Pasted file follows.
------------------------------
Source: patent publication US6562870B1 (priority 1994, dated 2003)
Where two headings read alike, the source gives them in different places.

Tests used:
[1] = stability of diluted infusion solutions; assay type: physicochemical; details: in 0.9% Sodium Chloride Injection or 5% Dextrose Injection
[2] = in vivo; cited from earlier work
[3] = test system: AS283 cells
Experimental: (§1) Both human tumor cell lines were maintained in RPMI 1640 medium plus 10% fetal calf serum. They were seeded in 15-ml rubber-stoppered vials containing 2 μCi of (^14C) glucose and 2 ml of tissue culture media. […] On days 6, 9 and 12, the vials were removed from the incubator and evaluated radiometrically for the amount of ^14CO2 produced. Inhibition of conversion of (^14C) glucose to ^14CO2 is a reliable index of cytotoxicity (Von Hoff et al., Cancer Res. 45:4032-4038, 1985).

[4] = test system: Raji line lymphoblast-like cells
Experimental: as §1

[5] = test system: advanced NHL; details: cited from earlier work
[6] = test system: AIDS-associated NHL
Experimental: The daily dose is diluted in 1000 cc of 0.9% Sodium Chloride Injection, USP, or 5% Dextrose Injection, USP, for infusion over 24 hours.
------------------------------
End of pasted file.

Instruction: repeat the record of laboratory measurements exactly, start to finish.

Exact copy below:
Source: patent publication US6562870B1 (priority 1994, dated 2003)
Where two headings read alike, the source gives them in different places.

Tests used:
[1] = stability of diluted infusion solutions; assay type: physicochemical; details: in 0.9% Sodium Chloride Injection or 5% Dextrose Injection
[2] = in vivo; cited from earlier work
[3] = test system: AS283 cells
Experimental: (§1) Both human tumor cell lines were maintained in RPMI 1640 medium plus 10% fetal calf serum. They were seeded in 15-ml rubber-stoppered vials containing 2 μCi of (^14C) glucose and 2 ml of tissue culture media. […] On days 6, 9 and 12, the vials were removed from the incubator and evaluated radiometrically for the amount of ^14CO2 produced. Inhibition of conversion of (^14C) glucose to ^14CO2 is a reliable index of cytotoxicity (Von Hoff et al., Cancer Res. 45:4032-4038, 1985).

[4] = test system: Raji line lymphoblast-like cells
Experimental: as §1

[5] = test system: advanced NHL; details: cited from earlier work
[6] = test system: AIDS-associated NHL
Experimental: The daily dose is diluted in 1000 cc of 0.9% Sodium Chloride Injection, USP, or 5% Dextrose Injection, USP, for infusion over 24 hours.